• Description Cut: In episode four Thrasher and Blastus are looking for the Tickle Me Psycho doll (after it held Blastus at gunpoint and the two younger robot siblings cause a riot), Blastus asks Thrasher, "If you were smelly, hairy, and didn't like to be touched, where would you go?", followed by a Gilligan Cut to a comic book store. Subverted when the comic book store clerk (who sounds an awful lot like Master Shake) gets offended and throws Thrasher and Blastus out of his store for suggesting that his clientele (who look like the Tickle Me Psycho dolls, if you look closely) are smelly, hairy, and don't like to be touched.
  • Disappeared Dad: Blastus's father was never mentioned or seen during the show's short run.
  • Does This Remind You of Anything?: The Sunshine class are a class of robots with "faulty psycho chips" who "get their own bus" and are exempt from taking standardized tests in school. I don't see any parallels between this and a special-ed class, do you? And it gets worse when Mrs. Crunshine reveals that her mission is to dispose of non-violent robots who burden society with their feelings by shooting them all into the sun.
  • Earthshattering Kaboom: Apparently, Insanus explodes daily (for one reason or another), to the point that all of the robots merely get on a spaceship and drive to a new one.
  • Everything's Worse with Bears: The credits of the final episode show how the robots establishing a new Insanus on a planet inhabited by Care Bears went. It didn't end well.
  • Expy: Blastus looks like Fatbot from Futurama (the robot on the Animal House-parody episode who had to be rebooted after catching a virus in Tijuana); Thrasher more or less looks like C3PO from Star Wars (or Gus the robot from Tripping the Rift), minus the Ambiguously Camp Gay mannerisms.
  • Fan Nickname: Weenus is Robot McLovin!
    • Ironically, that's also how the creators describe the character.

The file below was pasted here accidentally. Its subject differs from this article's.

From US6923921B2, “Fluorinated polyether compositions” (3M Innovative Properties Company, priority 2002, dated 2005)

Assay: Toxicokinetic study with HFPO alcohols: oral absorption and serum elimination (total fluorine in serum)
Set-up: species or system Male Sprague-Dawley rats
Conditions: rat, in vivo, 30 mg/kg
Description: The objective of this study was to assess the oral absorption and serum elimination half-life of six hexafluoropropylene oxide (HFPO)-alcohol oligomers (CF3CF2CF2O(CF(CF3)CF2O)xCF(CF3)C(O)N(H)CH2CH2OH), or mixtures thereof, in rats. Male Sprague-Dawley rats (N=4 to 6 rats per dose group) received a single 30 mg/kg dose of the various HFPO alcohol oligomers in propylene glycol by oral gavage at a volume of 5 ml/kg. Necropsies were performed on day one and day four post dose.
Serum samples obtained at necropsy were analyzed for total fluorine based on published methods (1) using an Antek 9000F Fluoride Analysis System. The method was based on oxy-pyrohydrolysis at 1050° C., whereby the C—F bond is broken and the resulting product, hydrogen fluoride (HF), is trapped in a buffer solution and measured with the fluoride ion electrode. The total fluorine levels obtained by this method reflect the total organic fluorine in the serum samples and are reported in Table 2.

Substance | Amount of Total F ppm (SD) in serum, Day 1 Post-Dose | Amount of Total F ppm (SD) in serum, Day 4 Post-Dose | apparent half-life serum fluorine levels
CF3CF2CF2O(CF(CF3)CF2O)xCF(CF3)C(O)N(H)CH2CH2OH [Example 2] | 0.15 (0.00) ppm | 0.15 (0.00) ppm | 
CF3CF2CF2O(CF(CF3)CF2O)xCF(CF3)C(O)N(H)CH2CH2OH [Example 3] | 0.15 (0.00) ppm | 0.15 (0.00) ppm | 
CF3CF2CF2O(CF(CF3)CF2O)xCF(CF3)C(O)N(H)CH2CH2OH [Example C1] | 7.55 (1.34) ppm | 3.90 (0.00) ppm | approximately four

• Freud Was Right: "Bling Thing," when Blastus and Thrasher first show up with their upgrades, they are upstaged by Megawatt's large drill and chick magnet. Think about it...
  • Fridge Horror: The Sunshine class is the Insanus equivalent to a special-ed class. So what do you think about them being sent to the sun in a rocket now?
    • The very name "Sunshine class" becomes a fridge horrific Stealth Pun when you realize that the name both doubles as a typical name for a "special-ed" type class and it foreshadows how the class is going to die.
    • In "Field of Screams," it's revealed that the balls used for Mutilation Ball are actually the babies of a peaceful planet of blue balls that the high school janitor kidnapped for fun. Earlier, in the episode, one of the rules of Mutilation Ball was to burrow under the ground to suffocate the ball and get away from your teammates mercilessly shooting you with lasers, meaning that the robots are abusing and killing babies for sport.
  • Getting Crap Past the Radar: One of the characters' names is "Weenus." It means the extra skin on your elbow, true, but it certainly has a different meaning among most boys in the 3-5th grade. And then you see this on his profile:

 "Weenus rocks the party that rocks the body!"

    • The second episode features a masturbation joke.

 Blastus: *after getting his hand melted off by Mecha-Jodie* Nice, that was my favorite hand!